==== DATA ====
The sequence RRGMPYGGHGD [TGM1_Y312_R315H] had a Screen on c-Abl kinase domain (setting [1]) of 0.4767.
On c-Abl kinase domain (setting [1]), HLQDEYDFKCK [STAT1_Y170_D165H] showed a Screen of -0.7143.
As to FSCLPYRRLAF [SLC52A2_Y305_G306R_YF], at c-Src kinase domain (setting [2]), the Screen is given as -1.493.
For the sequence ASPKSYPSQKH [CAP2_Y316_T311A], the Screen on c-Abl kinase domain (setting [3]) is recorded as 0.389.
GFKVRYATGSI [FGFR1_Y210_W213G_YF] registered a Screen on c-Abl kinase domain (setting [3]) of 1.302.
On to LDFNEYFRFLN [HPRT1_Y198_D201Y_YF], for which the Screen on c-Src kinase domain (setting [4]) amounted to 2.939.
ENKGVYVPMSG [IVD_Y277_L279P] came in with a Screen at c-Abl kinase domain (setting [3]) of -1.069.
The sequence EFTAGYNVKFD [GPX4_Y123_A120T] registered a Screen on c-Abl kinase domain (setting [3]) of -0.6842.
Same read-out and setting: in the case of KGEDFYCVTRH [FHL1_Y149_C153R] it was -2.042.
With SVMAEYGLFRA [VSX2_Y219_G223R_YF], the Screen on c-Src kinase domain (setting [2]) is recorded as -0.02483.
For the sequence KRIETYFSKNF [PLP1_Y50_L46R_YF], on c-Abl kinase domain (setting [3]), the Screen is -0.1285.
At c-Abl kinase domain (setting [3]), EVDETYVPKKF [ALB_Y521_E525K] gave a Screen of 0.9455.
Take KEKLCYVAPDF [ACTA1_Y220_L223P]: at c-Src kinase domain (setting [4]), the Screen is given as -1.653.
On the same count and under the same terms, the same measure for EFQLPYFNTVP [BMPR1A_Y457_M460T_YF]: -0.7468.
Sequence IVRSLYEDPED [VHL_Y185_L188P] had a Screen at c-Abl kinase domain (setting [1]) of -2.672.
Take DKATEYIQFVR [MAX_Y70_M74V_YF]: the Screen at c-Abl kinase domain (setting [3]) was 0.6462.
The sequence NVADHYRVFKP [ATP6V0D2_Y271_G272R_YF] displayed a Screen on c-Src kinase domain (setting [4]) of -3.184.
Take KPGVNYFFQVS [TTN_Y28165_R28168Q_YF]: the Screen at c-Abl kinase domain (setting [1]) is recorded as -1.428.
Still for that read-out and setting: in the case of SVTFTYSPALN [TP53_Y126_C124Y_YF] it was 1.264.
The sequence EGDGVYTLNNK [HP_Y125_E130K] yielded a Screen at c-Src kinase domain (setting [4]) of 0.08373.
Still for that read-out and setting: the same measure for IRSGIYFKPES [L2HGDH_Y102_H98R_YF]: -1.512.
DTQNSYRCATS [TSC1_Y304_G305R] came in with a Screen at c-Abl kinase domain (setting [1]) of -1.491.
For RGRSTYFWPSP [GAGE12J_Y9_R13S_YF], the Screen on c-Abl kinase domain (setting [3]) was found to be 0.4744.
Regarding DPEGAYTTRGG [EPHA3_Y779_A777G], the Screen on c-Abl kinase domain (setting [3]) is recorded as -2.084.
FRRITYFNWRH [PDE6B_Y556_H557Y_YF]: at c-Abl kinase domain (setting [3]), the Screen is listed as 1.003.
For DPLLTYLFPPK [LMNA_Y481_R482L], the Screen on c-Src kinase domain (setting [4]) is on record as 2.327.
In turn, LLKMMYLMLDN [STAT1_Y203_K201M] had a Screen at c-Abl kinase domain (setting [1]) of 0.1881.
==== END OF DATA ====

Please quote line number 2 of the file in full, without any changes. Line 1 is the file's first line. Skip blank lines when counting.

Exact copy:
On c-Abl kinase domain (setting [1]), HLQDEYDFKCK [STAT1_Y170_D165H] showed a Screen of -0.7143.